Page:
Role-playing reviews

Reviews related to role-playing games, with a focus on Gods & Monsters, and a bit of superhero gaming.

Gods & Monsters Fantasy Role-Playing

Beyond here lie dragons

Fight On! old-school gaming zine

Jerry Stratton, September 20, 2009

There are three places I go when I’m looking for third-party resources for Gods & Monsters. I’ve mentioned one already: Dragonsfoot. I’ve mentioned a fourth if you count The Grognard’s Lawn’s Castle of the Mad Archmage. If you’re looking for new resources for Gods & Monsters, there’s a wagonload of stuff coming out from the Old School Revolution. The Grognard’s amazing Castle is only the tip of the iceberg.

I don’t know why I haven’t mentioned it before—maybe I was expecting it to die like similar projects in the past. But Fight On! is an amazing magazine focussed on D&D and similar old-school games. Most everything in it is usable for Gods & Monsters.

I bought the first two issues of Fight On! several months ago, and have just received my order of issues three through six from Lulu. It was like Christmas morning, and it just keeps getting better and better as I read through them.

Fight On #1 and #2

A Lulu shipment arrived just before heading out to Madison for Forge Midwest. It included issues 1 and 2 of Fight On!, “a fanzine for the old-school renaissance.” Contributors include Jeff Rients, Paul Czege, Geoffrey O. Dale, and Vincent Baker. It is reminiscent of The Strategic Review and the first “Best of The Dragon”. It’s a simple two-column word processor-style format on glossy paper. Black and white inside, issue 2 has a nice color cover. The front is a dragon summoning and the back is a rough hand-drawn map.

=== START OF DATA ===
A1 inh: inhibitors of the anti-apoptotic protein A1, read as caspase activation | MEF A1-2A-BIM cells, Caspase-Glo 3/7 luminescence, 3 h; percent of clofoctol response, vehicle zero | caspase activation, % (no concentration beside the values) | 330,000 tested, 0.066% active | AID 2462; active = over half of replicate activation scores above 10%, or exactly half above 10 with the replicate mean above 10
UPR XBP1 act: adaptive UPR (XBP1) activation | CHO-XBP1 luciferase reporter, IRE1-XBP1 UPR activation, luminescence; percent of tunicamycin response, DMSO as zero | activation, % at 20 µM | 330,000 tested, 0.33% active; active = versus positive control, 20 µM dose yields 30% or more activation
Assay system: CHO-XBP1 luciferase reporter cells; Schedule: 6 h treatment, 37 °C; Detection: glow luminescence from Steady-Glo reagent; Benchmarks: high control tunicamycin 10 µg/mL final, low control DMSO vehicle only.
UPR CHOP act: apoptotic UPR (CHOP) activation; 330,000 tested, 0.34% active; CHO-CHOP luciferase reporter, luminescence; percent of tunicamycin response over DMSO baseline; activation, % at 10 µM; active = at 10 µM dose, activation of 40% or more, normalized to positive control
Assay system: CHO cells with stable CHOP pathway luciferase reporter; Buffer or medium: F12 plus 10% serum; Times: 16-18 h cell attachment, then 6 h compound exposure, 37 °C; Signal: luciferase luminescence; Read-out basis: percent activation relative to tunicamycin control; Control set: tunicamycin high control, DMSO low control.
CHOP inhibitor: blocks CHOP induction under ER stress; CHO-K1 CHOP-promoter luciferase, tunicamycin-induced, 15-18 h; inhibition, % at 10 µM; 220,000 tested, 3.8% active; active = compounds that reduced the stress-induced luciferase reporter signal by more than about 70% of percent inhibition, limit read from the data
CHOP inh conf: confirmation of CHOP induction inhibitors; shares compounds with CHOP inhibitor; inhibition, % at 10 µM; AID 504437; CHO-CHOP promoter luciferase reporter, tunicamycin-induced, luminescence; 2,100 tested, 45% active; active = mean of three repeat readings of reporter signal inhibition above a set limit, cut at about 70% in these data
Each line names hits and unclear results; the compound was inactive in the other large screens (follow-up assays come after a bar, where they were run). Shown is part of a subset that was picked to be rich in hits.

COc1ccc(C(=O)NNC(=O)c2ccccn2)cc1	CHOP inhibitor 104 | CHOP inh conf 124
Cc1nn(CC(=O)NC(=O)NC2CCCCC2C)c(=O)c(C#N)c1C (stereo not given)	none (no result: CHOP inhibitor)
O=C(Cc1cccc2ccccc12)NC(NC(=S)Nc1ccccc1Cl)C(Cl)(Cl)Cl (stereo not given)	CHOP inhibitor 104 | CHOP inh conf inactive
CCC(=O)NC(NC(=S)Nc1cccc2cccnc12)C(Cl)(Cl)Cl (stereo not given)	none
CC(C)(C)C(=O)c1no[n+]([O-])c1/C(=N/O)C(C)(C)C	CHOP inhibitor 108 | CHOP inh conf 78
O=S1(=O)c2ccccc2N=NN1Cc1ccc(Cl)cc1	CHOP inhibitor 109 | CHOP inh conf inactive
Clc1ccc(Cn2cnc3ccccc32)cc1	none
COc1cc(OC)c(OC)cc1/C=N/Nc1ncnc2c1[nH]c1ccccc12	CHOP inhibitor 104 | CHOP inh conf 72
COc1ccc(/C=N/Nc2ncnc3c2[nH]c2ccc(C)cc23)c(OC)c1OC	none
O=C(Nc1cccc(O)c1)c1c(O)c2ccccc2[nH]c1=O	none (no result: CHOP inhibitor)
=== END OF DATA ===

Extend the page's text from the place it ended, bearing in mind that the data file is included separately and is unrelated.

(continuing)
Each issue has adventures designed for early D&D; there’s the beginnings of a megadungeon in issue 2, “The Darkness Beneath”, and a lot of weirdness. For example, issue 1 has cleric spells. Here’s the “Tentacles of Demogorgon”:

A dread demon of the terrible abysses beyond lends the invoking priest the power of his tentacles, by transmuting the priest’s arms and legs into similar wormlike extremities.

Paul Czege describes a campaign seed in which wizards cast spells by tapping the power of Space Wizard corpses they carry on their backs. Vincent Baker has a “monster machine” for creating monsters, traps, and other dangers. There are rules for panicked mounts, Pickled Orc Eyeballs, and a random inn generator (first try: The Rich Wench). There’s an article by Greg Svenson recalling “The First Dungeon Adventure” under Dave Arneson.

It includes all aspects of old-school, even Tékumel. I used to love reading those cryptic Tékumel ads in the back of D&D products in the eighties. Never understood what was going on, and still don’t, but it’s great that they’re in here. Issue 2 has “The Red Gem of High Cartography”, a 17-page adventure by “Edsan”, “suitable for 2-6 3rd-5th level characters” in “the City of Jakálla on the first quarter of 2,354 A.S.” It looks interesting, but fairly scripted. Obviously, since I’ve never done Tékumel, I don’t know how it compares.

Fight On! went from 30 pages to 88 pages between issues 1 and 2. When I first put Gods & Monsters online in October of 2000 old-school gaming was scattered and mostly unorganized. It’ll be interesting to see how it develops over the next few years.

Portions of this article appeared in Alarums & Excursions 405 and 407.

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